"The paradox of food being plowed under and livestock being destroyed while people went hungry caused the Federal government to act. The Commodity Credit Corporation was established in 1933, primarily to get loans to farmers and help them store non-perishable commodities until prices rose. Farmers were eventually allowed to forfeit their crops to the federal government to repay loans, which in turn forced the government to hold commodities and sell or distribute them to domestic and international food programs and to promote export markets in order to prevent waste and spoilage." http://www.fns.usda.gov/fdd/aboutfd/fd_history.pdf
National Archives Identifier: 5709998
Local Identifier: 16-G-307-2-6054
Creator(s): Department of Agriculture. Office of the Secretary. Office of Information. (1925 - ca. 1981) (Most Recent)
From: Series : Historical File of the Office of Information, Department of Agriculture, compiled 1900 - 1959
Record Group 16: Records of the Office of the Secretary of Agriculture, 1794 - ca. 2003
"Modern Farmer was one of the only serial publications published in the Depression-era United States that was aimed at African-American farmers. It was published between 1929-1949 by the National Federation of Colored Farmers (NFCF), an organization which formed local chapters of buying and selling distribution cooperatives for African-American farmers and their goods at a time when prevailing Jim Crow laws made such efforts dangerous. Editor James P. Davis was the president of the NFCF, Head Field Officer the Agricultural Adjustment Administration and was also a member of President Roosevelt’s “Black Cabinet.”"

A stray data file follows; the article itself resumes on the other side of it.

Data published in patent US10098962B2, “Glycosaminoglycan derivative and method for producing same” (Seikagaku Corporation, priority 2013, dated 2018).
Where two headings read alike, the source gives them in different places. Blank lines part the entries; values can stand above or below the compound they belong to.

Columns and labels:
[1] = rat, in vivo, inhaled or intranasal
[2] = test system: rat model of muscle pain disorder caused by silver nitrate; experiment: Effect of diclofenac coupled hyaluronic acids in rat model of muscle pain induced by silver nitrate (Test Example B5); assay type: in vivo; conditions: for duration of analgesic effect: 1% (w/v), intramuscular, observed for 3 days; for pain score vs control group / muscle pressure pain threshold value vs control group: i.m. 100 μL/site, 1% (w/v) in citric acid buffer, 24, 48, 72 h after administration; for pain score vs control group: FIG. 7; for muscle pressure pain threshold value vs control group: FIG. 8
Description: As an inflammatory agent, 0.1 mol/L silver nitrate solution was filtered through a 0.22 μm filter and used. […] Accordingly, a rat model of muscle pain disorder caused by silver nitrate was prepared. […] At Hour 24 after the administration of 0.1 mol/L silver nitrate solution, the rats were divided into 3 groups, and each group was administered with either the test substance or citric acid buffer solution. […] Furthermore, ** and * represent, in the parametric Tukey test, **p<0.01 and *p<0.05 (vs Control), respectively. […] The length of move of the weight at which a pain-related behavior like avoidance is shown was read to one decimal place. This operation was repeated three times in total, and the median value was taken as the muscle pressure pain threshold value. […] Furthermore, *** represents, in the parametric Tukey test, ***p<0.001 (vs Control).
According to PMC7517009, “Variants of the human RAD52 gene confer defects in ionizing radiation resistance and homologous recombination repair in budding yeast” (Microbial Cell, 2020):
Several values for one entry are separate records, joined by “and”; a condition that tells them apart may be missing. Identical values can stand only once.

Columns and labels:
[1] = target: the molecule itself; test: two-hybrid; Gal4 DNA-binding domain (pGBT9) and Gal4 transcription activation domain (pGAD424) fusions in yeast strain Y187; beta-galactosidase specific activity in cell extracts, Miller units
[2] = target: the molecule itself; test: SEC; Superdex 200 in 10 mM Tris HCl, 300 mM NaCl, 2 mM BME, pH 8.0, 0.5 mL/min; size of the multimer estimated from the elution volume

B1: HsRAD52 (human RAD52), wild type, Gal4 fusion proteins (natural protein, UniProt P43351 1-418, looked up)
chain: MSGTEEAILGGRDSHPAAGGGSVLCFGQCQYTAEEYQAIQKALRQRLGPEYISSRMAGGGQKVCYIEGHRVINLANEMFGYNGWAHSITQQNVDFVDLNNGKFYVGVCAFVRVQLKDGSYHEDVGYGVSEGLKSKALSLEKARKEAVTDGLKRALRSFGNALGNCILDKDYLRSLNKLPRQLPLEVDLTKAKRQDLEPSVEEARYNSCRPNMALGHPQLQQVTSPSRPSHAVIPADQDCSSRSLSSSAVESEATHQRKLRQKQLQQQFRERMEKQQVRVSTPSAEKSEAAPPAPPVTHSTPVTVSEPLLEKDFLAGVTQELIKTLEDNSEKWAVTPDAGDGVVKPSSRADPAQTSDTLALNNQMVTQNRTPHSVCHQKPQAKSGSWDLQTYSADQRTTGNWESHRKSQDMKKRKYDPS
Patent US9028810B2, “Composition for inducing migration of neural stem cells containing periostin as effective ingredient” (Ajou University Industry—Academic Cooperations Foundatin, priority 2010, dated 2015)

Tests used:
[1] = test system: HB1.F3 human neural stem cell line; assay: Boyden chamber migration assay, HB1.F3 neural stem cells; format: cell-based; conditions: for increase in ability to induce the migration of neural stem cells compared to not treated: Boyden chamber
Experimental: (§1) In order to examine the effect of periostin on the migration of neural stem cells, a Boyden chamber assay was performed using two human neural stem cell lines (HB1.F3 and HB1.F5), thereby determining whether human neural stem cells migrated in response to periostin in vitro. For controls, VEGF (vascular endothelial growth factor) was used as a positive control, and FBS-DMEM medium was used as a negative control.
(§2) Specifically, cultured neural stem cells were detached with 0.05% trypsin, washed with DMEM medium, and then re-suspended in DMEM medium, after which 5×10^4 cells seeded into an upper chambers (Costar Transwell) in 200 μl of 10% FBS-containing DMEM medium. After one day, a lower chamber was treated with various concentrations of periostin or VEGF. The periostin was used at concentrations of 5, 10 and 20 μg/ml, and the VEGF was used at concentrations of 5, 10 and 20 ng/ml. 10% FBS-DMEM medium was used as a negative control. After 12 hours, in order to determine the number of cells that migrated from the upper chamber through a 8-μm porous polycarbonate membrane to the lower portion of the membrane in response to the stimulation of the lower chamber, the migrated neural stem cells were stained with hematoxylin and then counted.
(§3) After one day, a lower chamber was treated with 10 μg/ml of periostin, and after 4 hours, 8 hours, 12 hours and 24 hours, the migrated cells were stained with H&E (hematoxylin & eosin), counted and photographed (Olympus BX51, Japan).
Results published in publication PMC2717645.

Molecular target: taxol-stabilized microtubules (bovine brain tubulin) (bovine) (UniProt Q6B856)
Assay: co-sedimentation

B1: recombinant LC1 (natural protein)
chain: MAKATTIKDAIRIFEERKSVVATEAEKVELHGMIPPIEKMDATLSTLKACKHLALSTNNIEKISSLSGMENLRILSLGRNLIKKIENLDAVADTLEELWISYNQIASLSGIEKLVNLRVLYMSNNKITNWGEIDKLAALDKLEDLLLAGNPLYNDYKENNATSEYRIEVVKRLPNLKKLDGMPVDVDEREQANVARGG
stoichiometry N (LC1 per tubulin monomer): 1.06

"The National Agricultural Library (NAL) was created with the U.S. Department of Agriculture (USDA) in 1862 and designated a national library in 1962. Located in Beltsville, Maryland, on the grounds of the USDA's Beltsville Agricultural Research Center, NAL is home to one of the world's largest collections devoted to agriculture and related sciences. Since the library has a dual role to serve the public and the USDA, it is committed to expanding online access to its collections. Many of the library's resources and treasures can also be accessed through the NAL Digital Collections. "
Department of Agriculture. Farm Security Administration. Information Division. (ca. 1937 - ca. 1942)
ARC Identifier 13595 / Local Identifier 96.2 1937
The Plow That Broke the Plains
The film presents the social and economic history of the Great Plains -- from the time of the settlement of the prairies, through the World War I boom, to the years of depression and drought. The first part of the film shows cattle as they grazed on grasslands, and homesteaders who hurried onto the plains and grew large wheat crops. The second part depicts the postwar decline of the wheat market, which resulted in overproduction. Footage shows farm equipment used, then abandoned. The third part shows a dust storm as it rendered a farm useless. Subsequent scenes show farmers as they left their homes and headed west. - Description from site
"...an interactive website and online archive about food in the Great Depression, funded by the National Endowment for the Humanities." Contains materials from the "America Eats Project" as well as community cookbooks and food advertising from the 1930s.
"Some may think of farmers as conservative, but that view ignores a long tradition of rural radicalism in the United States. In the early years of the Great Depression, that radicalism found powerful expression in the subverting of farm foreclosures and tax sales. The technique was simple—when a farm was foreclosed for overdue taxes or failure to meet mortgage payments, neighbors would show up at the auction and intimidate any potential buyers. Then the farm and equipment would be purchased at a token price and returned to the original owner. Nation magazine reporter Ferner Nuhn witnessed such an auction sale in Iowa and described this practice in March 1933. These efforts saved the livelihood of many South Dakota and Iowa farmers who were devastated by the depression, but they were not enough. Between 1930 and 1935, about 750,000 farms were lost through foreclosure and bankruptcy sales."
United States. Department of Agriculture. Radio Service.